Apr 22, 2020 | Featured in: Watching Backyard Birds, April 2019

Ask Birdsquatch: Is Grape Jelly Harmful to Orioles?

Orioles and other birds like the sugar content of the jelly, but what we don't know is how the other ingredients in the jelly might be affecting the birds that consume it.

Dear Birdsquatch:

My daughter is trying to convince me that grape jelly is bad for orioles. They love it, and I've had 11 Baltimore orioles and 2 orchard orioles at one time in my yard—thanks to grape jelly. Is it really so bad? Should I switch to fresh fruit instead? I'd prefer to stick with what works.

—Carolyn C.,
Ann Arbor, Michigan

Dear Carolyn,

Will grape jelly kill orioles? Will junk food kill humans? No and no. But orioles tend to pig out on grape jelly the way kids—unchecked—pig out on Halloween candy. One bonus to being a sasquatch at Halloween is you're already in costume. As a young squatch, I remember intending to eat my entire trick-or-treat bag at one sitting until Mama Squatch (may she rest in peace) put a kibosh on that idea, doling out only a few pieces a day. It didn't seem fair, but at least the candy lasted longer. It's the same for orioles and jelly: A little bit per day is fine. Unlimited access to sugar is not a part of any bird's natural diet. Jelly contains much more sugar than fresh fruit does. Offer orioles orange slices and purple grape halves, and they will enjoy them almost as much as grape jelly. Go ahead and offer a few tablespoons of all-natural grape jelly every morning, but give them less-sugary, more nutritious food as well: fresh fruit. Grape jelly with no additives is more expensive, but why risk harming the birds with preservatives and artificial ingredients?

If orioles are already in the habit of stopping by your yard on their northward journey, they'll return soon, happy to have a supply of naturally nourishing and energizing foods, as well as a small serving of a purple dessert. Who doesn't like purple desserts?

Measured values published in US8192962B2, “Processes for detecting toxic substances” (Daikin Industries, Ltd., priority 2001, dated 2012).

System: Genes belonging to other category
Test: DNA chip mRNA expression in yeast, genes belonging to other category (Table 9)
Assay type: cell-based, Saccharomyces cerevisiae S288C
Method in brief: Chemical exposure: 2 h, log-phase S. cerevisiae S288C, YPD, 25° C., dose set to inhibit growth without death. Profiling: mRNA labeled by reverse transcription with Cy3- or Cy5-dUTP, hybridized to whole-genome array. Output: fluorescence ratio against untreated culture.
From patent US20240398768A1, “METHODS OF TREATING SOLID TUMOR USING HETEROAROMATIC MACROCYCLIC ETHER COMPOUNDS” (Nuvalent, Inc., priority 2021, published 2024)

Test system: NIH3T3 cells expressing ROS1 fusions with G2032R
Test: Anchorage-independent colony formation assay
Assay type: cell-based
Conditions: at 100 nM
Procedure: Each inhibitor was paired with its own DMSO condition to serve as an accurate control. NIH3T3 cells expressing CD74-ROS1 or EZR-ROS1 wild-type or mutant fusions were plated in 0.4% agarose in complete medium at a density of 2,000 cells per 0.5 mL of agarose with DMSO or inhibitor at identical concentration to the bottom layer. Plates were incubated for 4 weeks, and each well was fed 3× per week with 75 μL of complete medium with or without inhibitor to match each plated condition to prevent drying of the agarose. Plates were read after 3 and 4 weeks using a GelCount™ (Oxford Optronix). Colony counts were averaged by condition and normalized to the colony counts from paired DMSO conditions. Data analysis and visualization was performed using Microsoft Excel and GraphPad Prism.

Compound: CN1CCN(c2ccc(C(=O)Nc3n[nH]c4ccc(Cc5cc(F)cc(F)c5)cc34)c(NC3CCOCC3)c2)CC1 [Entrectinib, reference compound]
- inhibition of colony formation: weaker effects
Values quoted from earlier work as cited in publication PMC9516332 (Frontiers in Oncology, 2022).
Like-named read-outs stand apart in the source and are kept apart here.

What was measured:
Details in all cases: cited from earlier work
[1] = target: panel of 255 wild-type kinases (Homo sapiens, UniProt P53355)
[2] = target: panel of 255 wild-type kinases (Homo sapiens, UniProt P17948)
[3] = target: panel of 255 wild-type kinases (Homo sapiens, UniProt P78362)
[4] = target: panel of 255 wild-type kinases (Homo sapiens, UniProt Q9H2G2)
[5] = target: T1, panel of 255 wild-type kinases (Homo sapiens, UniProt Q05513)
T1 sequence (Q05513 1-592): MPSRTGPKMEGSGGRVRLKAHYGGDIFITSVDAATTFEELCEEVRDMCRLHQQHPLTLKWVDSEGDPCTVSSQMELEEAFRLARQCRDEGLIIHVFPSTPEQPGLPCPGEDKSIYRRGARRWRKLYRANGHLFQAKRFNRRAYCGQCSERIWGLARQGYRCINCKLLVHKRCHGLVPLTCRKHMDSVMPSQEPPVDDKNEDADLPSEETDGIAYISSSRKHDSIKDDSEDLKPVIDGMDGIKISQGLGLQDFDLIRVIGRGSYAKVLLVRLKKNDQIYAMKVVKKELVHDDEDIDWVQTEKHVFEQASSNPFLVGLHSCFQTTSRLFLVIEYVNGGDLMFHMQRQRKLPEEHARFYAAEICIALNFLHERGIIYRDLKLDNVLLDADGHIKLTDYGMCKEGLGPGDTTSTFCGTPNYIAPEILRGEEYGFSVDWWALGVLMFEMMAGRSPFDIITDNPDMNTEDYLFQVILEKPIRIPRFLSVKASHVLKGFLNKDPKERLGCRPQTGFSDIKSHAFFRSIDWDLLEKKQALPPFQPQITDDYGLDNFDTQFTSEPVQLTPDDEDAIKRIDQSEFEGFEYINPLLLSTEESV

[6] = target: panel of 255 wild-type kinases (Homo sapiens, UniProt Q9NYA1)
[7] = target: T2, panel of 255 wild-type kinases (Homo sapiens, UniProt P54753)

About Birdsquatch

Birdsquatch is WBB's tall, hairy, and slightly stinky columnist. He is a bigfoot who has watched birds all his life. His home range is unknown.

What do you think? Tell us!

comments powered by Disqus

New On This Site

The Latest Comments

  • I understand that the ducks' blood vessel arrangement in their feet is to provide the benefits of the counter-current heat exchanger mechanism; returning cold venous blood from the feet is warmed by the descending warm arterial blood, preventing excess heat loss by the feet and avoiding cold blood from chilling the body. This means that the feet are cold, not warm.
    by Frank Barch, Sat, 02 Jan 2021
  • I have the same situation. The feeder is attached to the middle of a large picture window that goes ceiling to floor w/ no ledge or sill for animals to climb or balance. Yet every morning all the sunflower seeds have been cracked open and hulls left. Any ideas what it is?
    by Liza Fox, Sun, 15 Nov 2020
  • I have a bird feeder that sticks to my window and I've been hearing noises against the window at night right now its going on. But whatever it is it is aware of me. And when I get to window it leaves.I can't imagine a squirrel or mouse or possom being able to get at it. ...So as I was reading this article im to assume no bird eats at night. Or no birds will eat at night. Why is that? Then im also thinking of a sinereo that could a lost confused bird eat at night. This eating thing is watching meI turn out the light go there noise dissappears..Thank you.
    by Nosferatu, Thu, 05 Nov 2020
  • I have metal baffles (cones) on my pole for my bird feeders. Something is still tempting them at night. What else could it be? Deer???
    by Ella Spencer Connolly, Thu, 27 Aug 2020
  • I found where he lives, then I keep him up all day by singing at full volume! Hah, that'll show the little sucker!
    by Pike Juan, Tue, 11 Aug 2020